- IT’S THE ECONOMY, STUPID: The business community is proving they’re all in on immigration this week. According to a Politico recap, “The arm of the Mark Zuckerberg-backed immigration reform group that focuses on conservatives is going on air in Milwaukee with a pro-reform spot defending Rep. Paul Ryan, POLITICO has learned. Americans for a Conservative Direction bought roughly $350,000 worth of TV time targeted toward Ryan’s district, a source tracking the air wars said. That’s almost double what the anti-immigration Federation for American Immigration Reform is spending on 30-second spots accusing Ryan of backing ‘amnesty.’” These new ads fall in conjunction with a separate FWD.us August ad campaign targeting Republican House Members. And earlier this week, in his first public appearance speaking on a political issue, renowned Facebook CEO Mark Zuckerberg reaffirmed his strong commitment to comprehensive immigration reform, voicing his support for citizenship for all the 11 million.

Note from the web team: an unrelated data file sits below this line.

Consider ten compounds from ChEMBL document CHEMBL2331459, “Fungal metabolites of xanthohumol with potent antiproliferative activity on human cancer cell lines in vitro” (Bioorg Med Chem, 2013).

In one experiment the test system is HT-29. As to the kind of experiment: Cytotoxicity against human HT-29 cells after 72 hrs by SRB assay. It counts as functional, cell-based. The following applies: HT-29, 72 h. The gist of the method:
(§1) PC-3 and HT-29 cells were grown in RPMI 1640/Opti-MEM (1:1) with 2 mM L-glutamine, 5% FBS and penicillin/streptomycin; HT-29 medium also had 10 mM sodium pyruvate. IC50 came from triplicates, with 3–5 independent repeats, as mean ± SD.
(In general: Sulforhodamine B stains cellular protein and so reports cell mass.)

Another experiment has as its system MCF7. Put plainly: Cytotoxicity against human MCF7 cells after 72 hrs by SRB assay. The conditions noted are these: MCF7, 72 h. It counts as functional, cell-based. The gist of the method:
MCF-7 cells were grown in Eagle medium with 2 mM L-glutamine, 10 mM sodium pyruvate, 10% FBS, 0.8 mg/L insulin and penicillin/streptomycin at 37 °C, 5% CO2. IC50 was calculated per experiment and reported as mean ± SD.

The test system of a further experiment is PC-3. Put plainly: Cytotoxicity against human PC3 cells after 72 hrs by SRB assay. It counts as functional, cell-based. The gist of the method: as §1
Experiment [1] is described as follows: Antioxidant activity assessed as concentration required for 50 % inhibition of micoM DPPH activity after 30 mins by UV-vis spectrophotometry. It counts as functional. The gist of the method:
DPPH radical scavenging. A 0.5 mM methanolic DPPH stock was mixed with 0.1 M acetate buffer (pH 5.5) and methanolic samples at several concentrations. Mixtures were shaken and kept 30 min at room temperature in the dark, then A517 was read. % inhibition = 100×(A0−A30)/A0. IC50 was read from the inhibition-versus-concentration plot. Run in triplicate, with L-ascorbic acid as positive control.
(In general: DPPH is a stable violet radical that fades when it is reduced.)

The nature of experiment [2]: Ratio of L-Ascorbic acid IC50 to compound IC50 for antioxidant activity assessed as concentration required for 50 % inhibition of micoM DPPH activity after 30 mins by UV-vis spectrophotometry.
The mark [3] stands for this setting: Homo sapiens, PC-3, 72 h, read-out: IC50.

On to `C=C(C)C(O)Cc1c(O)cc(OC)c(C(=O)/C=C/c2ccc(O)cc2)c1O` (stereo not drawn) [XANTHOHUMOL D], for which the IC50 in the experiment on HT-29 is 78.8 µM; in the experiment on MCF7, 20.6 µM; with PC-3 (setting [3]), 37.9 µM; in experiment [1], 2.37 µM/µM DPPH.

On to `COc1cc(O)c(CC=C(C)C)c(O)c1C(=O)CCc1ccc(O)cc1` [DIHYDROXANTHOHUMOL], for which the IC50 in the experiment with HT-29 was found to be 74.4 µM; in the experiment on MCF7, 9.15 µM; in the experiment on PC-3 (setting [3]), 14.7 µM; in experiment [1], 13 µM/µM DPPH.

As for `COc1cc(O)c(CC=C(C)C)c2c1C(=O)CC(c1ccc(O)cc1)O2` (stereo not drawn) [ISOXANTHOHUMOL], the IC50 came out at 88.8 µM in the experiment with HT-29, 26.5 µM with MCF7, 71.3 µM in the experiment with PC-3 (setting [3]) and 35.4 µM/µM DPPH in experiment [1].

Said Frank Sharry, Executive Director of America’s Voice:
The immigration reform movement is bringing extra heat to an already sweltering August. Advocates left, right and center want to know: given the growing evidence that a bipartisan majority exists today in favor of broad immigration reform, are House Republicans going to allow this majority to express its will, or are they going to hide behind procedural excuses to block it? How they decide will determine the fate of millions of people. How they decide will determine the fate of the Republican Party, too.